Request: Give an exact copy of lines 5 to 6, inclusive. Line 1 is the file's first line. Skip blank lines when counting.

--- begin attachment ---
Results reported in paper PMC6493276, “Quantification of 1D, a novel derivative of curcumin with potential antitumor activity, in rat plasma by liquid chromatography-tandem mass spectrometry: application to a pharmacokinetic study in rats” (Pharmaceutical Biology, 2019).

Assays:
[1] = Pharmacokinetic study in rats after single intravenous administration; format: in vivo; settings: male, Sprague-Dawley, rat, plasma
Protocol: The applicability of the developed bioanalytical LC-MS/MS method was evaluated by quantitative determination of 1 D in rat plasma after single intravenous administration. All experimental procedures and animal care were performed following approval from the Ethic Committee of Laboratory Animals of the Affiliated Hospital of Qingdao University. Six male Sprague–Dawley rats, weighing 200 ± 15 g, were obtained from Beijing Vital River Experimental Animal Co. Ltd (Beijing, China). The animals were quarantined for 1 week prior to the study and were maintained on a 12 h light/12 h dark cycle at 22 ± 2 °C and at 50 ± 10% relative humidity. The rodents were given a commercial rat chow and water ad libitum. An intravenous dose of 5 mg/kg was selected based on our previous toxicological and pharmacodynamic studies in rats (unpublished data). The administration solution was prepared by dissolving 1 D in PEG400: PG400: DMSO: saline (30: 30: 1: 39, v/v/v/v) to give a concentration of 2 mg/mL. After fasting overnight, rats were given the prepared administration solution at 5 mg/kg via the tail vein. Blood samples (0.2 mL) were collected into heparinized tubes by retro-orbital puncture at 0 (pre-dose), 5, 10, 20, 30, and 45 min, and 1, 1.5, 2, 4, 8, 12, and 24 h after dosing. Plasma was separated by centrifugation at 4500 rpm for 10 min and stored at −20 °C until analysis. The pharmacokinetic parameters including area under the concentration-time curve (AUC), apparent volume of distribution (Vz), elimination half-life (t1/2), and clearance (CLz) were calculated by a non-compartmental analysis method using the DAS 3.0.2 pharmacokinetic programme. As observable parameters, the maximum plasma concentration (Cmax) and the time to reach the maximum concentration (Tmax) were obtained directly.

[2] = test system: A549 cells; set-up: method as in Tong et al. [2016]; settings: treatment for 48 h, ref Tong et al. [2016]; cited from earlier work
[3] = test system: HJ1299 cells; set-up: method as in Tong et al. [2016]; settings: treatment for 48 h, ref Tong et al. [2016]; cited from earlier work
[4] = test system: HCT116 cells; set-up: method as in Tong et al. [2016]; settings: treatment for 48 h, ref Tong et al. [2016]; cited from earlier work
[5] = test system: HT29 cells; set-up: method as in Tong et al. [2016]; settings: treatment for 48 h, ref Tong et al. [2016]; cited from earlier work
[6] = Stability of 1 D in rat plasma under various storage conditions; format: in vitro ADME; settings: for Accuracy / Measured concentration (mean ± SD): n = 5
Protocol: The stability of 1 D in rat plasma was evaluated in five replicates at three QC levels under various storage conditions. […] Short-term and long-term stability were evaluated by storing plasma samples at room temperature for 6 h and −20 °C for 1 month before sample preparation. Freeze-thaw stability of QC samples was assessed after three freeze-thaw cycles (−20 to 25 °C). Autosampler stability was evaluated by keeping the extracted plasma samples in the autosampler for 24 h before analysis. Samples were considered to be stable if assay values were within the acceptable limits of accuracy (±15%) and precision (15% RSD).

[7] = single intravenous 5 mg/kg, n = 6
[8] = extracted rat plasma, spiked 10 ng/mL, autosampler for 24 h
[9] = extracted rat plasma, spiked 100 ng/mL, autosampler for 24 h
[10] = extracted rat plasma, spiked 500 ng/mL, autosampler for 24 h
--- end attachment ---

[2] = test system: A549 cells; set-up: method as in Tong et al. [2016]; settings: treatment for 48 h, ref Tong et al. [2016]; cited from earlier work
[3] = test system: HJ1299 cells; set-up: method as in Tong et al. [2016]; settings: treatment for 48 h, ref Tong et al. [2016]; cited from earlier work